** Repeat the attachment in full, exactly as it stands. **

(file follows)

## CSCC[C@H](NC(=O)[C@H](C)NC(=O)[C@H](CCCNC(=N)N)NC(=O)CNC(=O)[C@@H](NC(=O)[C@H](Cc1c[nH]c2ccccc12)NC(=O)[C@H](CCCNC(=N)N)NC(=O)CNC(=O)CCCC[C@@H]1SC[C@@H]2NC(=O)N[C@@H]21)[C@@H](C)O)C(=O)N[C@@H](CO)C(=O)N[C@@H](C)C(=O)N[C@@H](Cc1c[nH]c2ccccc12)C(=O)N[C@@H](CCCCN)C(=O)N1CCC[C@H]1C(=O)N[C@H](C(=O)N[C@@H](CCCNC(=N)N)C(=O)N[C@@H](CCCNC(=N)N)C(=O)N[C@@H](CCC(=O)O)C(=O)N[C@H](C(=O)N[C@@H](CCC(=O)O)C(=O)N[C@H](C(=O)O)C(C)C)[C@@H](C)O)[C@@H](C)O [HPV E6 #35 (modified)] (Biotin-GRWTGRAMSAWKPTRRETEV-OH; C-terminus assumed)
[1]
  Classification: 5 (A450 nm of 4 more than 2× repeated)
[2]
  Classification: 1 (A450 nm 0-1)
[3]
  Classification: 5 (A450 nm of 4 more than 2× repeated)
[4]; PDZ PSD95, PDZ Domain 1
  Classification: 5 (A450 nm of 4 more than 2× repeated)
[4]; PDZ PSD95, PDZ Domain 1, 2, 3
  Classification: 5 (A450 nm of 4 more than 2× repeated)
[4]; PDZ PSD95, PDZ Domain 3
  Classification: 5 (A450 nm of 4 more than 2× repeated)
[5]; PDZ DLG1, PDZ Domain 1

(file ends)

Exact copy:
## CSCC[C@H](NC(=O)[C@H](C)NC(=O)[C@H](CCCNC(=N)N)NC(=O)CNC(=O)[C@@H](NC(=O)[C@H](Cc1c[nH]c2ccccc12)NC(=O)[C@H](CCCNC(=N)N)NC(=O)CNC(=O)CCCC[C@@H]1SC[C@@H]2NC(=O)N[C@@H]21)[C@@H](C)O)C(=O)N[C@@H](CO)C(=O)N[C@@H](C)C(=O)N[C@@H](Cc1c[nH]c2ccccc12)C(=O)N[C@@H](CCCCN)C(=O)N1CCC[C@H]1C(=O)N[C@H](C(=O)N[C@@H](CCCNC(=N)N)C(=O)N[C@@H](CCCNC(=N)N)C(=O)N[C@@H](CCC(=O)O)C(=O)N[C@H](C(=O)N[C@@H](CCC(=O)O)C(=O)N[C@H](C(=O)O)C(C)C)[C@@H](C)O)[C@@H](C)O [HPV E6 #35 (modified)] (Biotin-GRWTGRAMSAWKPTRRETEV-OH; C-terminus assumed)
[1]
  Classification: 5 (A450 nm of 4 more than 2× repeated)
[2]
  Classification: 1 (A450 nm 0-1)
[3]
  Classification: 5 (A450 nm of 4 more than 2× repeated)
[4]; PDZ PSD95, PDZ Domain 1
  Classification: 5 (A450 nm of 4 more than 2× repeated)
[4]; PDZ PSD95, PDZ Domain 1, 2, 3
  Classification: 5 (A450 nm of 4 more than 2× repeated)
[4]; PDZ PSD95, PDZ Domain 3
  Classification: 5 (A450 nm of 4 more than 2× repeated)
[5]; PDZ DLG1, PDZ Domain 1